Constellation in Dresden
By MortazaviBlog on Jun 26, 2007
I still remember using Sun Microsystems Inc. machines when I was a graduate student doing scientific computing work at University of California, at Stanford's CTR and at NASA Ames. One particular summer, in 1987, my objective was very clear: to compute conditional probabilities of rare events based on direct numerical simulations of chaotic physical systems. Even back then it was clear that the world of supercomputing and scientific computing machines was a changing and difficult world to satisfy.
Scientific computing bars have been continuously rising since engineers and scientists used the first digital computers in the 50s and 60s to perform calculations resting on all kinds of scientific problems.
Sun broke into this market in a big way when it first introduced its scientific computing desktops and graphics stations in the mid 1980s, and later, its bigger computing servers.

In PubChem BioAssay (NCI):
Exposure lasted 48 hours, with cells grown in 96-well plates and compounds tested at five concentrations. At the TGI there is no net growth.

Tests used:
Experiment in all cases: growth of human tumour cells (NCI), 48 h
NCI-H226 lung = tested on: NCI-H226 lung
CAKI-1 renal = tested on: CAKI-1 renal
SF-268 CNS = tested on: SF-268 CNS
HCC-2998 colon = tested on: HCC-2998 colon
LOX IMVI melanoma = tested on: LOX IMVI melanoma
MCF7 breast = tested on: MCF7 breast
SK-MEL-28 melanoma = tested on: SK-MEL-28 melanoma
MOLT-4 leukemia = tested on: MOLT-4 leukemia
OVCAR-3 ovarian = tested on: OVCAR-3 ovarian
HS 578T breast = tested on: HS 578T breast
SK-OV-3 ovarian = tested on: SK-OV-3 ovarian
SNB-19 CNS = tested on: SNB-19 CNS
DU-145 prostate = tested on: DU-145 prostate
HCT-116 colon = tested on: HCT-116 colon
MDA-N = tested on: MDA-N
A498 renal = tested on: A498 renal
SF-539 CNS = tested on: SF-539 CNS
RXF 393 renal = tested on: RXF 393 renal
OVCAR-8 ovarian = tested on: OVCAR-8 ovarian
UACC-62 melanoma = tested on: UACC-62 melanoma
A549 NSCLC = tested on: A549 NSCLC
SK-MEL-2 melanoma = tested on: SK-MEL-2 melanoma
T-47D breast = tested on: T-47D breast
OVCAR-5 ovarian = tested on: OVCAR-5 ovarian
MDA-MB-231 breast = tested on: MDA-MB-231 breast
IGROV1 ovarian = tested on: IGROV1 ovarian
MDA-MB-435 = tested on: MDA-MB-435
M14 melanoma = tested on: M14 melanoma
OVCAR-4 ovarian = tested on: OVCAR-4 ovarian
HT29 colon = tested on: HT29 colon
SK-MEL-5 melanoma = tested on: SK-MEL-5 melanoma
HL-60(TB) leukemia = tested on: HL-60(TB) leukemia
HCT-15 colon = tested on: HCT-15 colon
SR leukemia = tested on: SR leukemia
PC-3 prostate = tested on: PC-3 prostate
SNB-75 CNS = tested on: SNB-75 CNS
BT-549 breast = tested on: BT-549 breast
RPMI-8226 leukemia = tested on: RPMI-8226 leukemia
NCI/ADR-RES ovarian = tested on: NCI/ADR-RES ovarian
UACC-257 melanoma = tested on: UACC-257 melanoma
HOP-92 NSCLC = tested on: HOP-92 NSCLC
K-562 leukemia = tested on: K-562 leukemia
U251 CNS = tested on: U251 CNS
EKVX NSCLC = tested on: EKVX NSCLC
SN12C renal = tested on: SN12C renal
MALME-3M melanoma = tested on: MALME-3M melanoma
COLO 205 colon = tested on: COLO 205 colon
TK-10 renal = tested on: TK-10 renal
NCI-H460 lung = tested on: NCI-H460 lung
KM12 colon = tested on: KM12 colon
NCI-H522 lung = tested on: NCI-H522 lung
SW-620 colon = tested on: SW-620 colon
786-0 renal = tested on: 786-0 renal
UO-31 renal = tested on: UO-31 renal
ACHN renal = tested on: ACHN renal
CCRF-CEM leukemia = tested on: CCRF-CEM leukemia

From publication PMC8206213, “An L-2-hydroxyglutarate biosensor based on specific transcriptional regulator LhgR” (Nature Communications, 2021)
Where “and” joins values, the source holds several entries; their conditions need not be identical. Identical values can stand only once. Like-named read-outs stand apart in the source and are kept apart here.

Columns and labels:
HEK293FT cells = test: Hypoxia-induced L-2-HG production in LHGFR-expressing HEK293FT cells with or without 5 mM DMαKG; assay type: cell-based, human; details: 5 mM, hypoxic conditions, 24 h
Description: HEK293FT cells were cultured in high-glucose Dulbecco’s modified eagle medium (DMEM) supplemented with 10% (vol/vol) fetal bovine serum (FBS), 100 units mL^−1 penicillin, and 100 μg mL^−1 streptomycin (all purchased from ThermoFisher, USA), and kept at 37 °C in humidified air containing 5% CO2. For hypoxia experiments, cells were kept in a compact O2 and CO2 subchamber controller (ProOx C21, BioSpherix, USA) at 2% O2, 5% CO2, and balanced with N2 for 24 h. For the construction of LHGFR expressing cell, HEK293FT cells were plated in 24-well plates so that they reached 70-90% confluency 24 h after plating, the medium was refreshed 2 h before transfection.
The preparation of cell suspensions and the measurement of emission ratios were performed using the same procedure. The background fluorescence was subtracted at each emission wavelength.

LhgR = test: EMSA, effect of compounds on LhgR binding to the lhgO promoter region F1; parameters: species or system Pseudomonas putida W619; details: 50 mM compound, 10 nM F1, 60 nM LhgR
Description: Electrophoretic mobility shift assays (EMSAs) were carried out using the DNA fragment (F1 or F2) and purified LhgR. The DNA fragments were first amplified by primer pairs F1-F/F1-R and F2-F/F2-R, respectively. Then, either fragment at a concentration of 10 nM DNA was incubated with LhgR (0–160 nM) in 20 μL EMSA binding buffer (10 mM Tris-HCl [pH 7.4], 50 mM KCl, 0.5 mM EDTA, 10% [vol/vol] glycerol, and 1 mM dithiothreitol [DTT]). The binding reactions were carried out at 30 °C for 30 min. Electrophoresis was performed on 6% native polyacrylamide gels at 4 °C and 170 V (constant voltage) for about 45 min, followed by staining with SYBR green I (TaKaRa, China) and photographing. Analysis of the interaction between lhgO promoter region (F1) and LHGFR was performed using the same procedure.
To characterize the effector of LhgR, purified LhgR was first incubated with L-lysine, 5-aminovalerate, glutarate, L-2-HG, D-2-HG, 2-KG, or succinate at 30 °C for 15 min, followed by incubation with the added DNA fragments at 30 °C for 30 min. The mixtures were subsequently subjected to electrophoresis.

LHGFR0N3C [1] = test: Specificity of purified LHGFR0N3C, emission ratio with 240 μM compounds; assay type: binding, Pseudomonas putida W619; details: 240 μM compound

[Sun Microsystems Inc.] says it now has technology to build the world's biggest scientific systems.
The Silicon Valley computer maker today is providing new details about a massive machine called Constellation, which includes an unusual high-capacity switching system for passing data among thousands of chips that act as electronic brains in the system. Sun developed the machine in collaboration with the Texas Advanced Computing Center at the University of Texas, which is installing the hardware in its facility in Austin.
Andreas Bechtolsheim, a Sun co-founder who is its chief architect, attacked the problem with a massive switching system -- with the code name Magnum -- that by itself can manage high-speed data traffic for 3,456 calculating engines in a supercomputer, Mr. [John] Fowler said. Other approaches would take 300 smaller switching components, the company says. Mr. Bechtolsheim even designed special cables so that just one-sixth the number of wires is necessary to assemble a system.
When we talk about the Constellation, we are talking about hundreds of teraFLOPS.
Sun Microsystems High Performance Computing group is one of the sponsors of the ISC meeting.